Canyonlands: Tales from Narrow Places

Deep water solo in East Clear Creek

Posted in Northern Arizona & the Mogollon Rim by canyoneering on August 21, 2011

East Clear Creek


There are many ways to explore canyons and on a recent August day we ventured between the shear sandstone walls of East Clear Creek. This time our explorations were not by foot and without ropes or harnesses. The objective of the day was to not ascend or descend a canyon but to find some fun and challenging climbing lines from the canyon bottom up those precipitous canyon cliffs. You may be thinking, “Did you not just mention that you left the ropes and harnesses at home.” That is correct. On this adventure we delved into the sport of deep water soloing. Deep water soloing is a discipline of rock climbing where an individual climbs vertical or overhanging walls over deep bodies of water so if the climber falls the water protects them from injury. The sport is most famously practiced on sea walls, cliffs and towers over the ocean at high tide, but we found ourselves climbing above the brown silty waters from monsoon runoff backed up from the dam downstream in the East Clear Creek reservoir.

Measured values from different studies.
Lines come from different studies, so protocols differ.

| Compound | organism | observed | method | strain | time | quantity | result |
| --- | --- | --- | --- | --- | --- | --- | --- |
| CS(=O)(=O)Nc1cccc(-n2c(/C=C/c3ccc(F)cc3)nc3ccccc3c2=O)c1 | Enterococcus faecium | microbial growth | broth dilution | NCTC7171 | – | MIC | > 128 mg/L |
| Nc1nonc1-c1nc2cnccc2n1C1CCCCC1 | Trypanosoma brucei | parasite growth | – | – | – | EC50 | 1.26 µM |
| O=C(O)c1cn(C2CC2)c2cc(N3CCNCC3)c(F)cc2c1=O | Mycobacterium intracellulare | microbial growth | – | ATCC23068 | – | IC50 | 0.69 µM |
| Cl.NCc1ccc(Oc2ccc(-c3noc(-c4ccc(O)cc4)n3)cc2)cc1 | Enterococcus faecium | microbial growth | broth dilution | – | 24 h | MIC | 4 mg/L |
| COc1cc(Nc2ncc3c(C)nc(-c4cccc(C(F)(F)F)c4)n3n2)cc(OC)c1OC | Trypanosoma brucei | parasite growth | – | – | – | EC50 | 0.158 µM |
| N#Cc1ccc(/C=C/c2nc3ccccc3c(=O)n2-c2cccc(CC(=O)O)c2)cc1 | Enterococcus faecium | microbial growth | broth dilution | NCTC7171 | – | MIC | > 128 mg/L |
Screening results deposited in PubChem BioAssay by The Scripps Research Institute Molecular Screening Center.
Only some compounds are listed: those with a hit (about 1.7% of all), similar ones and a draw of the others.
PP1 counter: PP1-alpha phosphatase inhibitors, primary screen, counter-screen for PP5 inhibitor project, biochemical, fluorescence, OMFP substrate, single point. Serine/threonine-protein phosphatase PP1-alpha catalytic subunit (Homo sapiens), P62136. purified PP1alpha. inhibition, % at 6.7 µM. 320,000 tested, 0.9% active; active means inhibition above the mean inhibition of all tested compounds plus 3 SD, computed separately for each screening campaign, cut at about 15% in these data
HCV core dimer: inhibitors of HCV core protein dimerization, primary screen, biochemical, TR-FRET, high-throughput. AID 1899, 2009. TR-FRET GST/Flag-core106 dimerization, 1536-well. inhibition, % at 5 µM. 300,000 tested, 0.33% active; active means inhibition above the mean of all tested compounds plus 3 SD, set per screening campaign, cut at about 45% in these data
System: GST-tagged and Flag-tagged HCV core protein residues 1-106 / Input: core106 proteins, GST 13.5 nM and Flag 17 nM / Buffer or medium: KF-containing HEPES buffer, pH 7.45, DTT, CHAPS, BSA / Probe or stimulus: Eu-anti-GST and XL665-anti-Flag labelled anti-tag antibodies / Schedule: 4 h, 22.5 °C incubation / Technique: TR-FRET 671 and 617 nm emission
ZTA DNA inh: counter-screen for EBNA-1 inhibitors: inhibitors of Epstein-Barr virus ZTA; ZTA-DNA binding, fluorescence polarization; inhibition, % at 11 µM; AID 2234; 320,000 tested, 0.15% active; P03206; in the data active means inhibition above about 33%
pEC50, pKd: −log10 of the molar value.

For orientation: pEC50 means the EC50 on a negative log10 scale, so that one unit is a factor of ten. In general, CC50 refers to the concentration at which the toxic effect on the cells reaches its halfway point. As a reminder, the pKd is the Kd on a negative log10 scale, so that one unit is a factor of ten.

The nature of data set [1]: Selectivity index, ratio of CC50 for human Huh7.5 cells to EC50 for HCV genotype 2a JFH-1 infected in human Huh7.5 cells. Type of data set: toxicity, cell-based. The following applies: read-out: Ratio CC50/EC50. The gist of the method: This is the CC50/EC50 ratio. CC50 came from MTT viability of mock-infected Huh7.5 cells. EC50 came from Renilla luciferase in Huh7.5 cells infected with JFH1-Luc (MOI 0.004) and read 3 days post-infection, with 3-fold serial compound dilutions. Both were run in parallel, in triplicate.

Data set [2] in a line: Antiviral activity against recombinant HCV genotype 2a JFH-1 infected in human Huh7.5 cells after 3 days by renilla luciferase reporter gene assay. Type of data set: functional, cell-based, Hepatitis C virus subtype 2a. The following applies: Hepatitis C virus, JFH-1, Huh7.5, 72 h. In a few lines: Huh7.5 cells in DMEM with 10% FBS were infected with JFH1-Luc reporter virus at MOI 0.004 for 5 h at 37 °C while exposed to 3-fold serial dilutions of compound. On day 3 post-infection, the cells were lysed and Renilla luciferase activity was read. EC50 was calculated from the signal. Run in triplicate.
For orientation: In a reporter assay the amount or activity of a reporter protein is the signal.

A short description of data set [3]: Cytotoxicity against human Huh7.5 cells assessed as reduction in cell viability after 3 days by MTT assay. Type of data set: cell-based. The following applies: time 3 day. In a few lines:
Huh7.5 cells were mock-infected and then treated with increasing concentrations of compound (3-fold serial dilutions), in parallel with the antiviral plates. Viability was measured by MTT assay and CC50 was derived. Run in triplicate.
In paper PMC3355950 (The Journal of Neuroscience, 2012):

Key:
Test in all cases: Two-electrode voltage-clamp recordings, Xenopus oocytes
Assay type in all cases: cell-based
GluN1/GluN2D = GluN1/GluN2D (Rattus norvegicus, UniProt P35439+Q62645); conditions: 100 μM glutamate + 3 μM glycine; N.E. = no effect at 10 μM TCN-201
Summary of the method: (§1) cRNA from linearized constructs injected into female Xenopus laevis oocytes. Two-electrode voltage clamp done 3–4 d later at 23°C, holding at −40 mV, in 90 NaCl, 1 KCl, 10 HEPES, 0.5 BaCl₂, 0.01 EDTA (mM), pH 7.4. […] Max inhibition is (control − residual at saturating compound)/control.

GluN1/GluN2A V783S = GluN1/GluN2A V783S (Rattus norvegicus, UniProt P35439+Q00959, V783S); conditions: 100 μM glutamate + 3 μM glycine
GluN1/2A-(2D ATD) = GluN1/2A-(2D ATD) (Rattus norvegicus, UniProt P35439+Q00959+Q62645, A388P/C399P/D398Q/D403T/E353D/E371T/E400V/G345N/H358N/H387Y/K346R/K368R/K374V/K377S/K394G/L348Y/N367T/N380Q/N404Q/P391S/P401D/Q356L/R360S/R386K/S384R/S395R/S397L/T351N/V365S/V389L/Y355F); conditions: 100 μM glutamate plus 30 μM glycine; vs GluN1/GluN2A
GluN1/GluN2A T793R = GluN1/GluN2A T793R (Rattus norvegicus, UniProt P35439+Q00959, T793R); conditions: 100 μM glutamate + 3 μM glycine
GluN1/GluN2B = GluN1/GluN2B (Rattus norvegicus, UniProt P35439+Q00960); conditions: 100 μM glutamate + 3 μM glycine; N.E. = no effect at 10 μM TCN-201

We placed our inflatable rafts (not much more than pool toys) into the chocolaty waters of the reservoir and paddled upstream past an abundance of graffiti as the canyon walls tightened. After several miles Mike spotted some fun warm up lines so we docked our boats, swam under the blazing sun to the start of the climb. We dove down a few times to make sure the water was deep enough and that there was no debris in the fall zone of this water that had zero visibility. Up we went and after topping out at about 30 feet the only thing to do was hurl ourselves off the cliff and into the water below.

We paddled past a beautiful panel of petroglyphs to other climbing routes. The climbs got progressively more difficult with the hardest moves often being the one out of the water.  As the sun began to move lower in the sky we paddled back down stream past a group of young teenagers on top of the cliff. They took turns psyching each other up to make the jump into the water and one by one they made the leap.